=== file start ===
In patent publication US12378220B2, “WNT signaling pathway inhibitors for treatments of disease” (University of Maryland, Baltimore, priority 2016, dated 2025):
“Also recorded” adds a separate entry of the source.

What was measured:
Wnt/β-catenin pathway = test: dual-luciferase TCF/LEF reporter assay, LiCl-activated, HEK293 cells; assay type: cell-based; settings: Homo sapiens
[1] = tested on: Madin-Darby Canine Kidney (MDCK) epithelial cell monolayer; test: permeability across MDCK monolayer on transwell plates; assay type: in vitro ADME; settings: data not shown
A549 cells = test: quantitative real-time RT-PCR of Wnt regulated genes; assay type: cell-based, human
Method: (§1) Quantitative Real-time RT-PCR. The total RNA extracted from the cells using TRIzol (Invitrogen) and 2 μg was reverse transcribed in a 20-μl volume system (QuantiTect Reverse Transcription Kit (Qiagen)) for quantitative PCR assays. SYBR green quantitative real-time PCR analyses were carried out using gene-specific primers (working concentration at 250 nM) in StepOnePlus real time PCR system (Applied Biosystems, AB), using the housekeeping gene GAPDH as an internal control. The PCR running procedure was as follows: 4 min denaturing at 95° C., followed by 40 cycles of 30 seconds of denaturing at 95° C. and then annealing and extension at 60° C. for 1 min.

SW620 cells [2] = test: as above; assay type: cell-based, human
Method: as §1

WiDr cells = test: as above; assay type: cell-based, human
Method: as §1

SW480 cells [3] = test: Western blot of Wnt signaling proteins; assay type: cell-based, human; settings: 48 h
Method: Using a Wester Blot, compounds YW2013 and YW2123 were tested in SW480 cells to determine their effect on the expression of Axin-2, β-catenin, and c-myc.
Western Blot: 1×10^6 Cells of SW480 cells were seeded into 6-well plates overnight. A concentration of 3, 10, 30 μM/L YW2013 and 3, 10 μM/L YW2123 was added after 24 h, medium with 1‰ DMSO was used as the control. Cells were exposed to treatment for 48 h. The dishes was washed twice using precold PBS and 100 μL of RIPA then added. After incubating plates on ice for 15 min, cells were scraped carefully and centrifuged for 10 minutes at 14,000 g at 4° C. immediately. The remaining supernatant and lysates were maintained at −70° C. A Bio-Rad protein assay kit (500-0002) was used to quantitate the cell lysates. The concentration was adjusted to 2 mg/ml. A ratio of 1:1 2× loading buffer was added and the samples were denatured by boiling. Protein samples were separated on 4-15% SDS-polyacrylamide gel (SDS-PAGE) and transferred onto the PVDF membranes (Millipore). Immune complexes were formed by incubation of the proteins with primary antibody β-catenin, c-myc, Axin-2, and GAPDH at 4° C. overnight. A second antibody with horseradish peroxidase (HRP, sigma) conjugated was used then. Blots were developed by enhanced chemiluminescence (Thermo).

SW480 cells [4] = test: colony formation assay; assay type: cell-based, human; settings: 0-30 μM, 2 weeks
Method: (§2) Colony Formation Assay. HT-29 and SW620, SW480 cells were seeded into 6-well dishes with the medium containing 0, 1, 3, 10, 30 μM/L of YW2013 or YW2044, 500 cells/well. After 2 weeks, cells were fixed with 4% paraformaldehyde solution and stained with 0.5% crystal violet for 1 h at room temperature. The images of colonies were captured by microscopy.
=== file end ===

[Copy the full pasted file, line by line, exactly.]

In patent publication US12378220B2, “WNT signaling pathway inhibitors for treatments of disease” (University of Maryland, Baltimore, priority 2016, dated 2025):
“Also recorded” adds a separate entry of the source.

What was measured:
Wnt/β-catenin pathway = test: dual-luciferase TCF/LEF reporter assay, LiCl-activated, HEK293 cells; assay type: cell-based; settings: Homo sapiens
[1] = tested on: Madin-Darby Canine Kidney (MDCK) epithelial cell monolayer; test: permeability across MDCK monolayer on transwell plates; assay type: in vitro ADME; settings: data not shown
A549 cells = test: quantitative real-time RT-PCR of Wnt regulated genes; assay type: cell-based, human
Method: (§1) Quantitative Real-time RT-PCR. The total RNA extracted from the cells using TRIzol (Invitrogen) and 2 μg was reverse transcribed in a 20-μl volume system (QuantiTect Reverse Transcription Kit (Qiagen)) for quantitative PCR assays. SYBR green quantitative real-time PCR analyses were carried out using gene-specific primers (working concentration at 250 nM) in StepOnePlus real time PCR system (Applied Biosystems, AB), using the housekeeping gene GAPDH as an internal control. The PCR running procedure was as follows: 4 min denaturing at 95° C., followed by 40 cycles of 30 seconds of denaturing at 95° C. and then annealing and extension at 60° C. for 1 min.

SW620 cells [2] = test: as above; assay type: cell-based, human
Method: as §1

WiDr cells = test: as above; assay type: cell-based, human
Method: as §1

SW480 cells [3] = test: Western blot of Wnt signaling proteins; assay type: cell-based, human; settings: 48 h
Method: Using a Wester Blot, compounds YW2013 and YW2123 were tested in SW480 cells to determine their effect on the expression of Axin-2, β-catenin, and c-myc.
Western Blot: 1×10^6 Cells of SW480 cells were seeded into 6-well plates overnight. A concentration of 3, 10, 30 μM/L YW2013 and 3, 10 μM/L YW2123 was added after 24 h, medium with 1‰ DMSO was used as the control. Cells were exposed to treatment for 48 h. The dishes was washed twice using precold PBS and 100 μL of RIPA then added. After incubating plates on ice for 15 min, cells were scraped carefully and centrifuged for 10 minutes at 14,000 g at 4° C. immediately. The remaining supernatant and lysates were maintained at −70° C. A Bio-Rad protein assay kit (500-0002) was used to quantitate the cell lysates. The concentration was adjusted to 2 mg/ml. A ratio of 1:1 2× loading buffer was added and the samples were denatured by boiling. Protein samples were separated on 4-15% SDS-polyacrylamide gel (SDS-PAGE) and transferred onto the PVDF membranes (Millipore). Immune complexes were formed by incubation of the proteins with primary antibody β-catenin, c-myc, Axin-2, and GAPDH at 4° C. overnight. A second antibody with horseradish peroxidase (HRP, sigma) conjugated was used then. Blots were developed by enhanced chemiluminescence (Thermo).

SW480 cells [4] = test: colony formation assay; assay type: cell-based, human; settings: 0-30 μM, 2 weeks
Method: (§2) Colony Formation Assay. HT-29 and SW620, SW480 cells were seeded into 6-well dishes with the medium containing 0, 1, 3, 10, 30 μM/L of YW2013 or YW2044, 500 cells/well. After 2 weeks, cells were fixed with 4% paraformaldehyde solution and stained with 0.5% crystal violet for 1 h at room temperature. The images of colonies were captured by microscopy.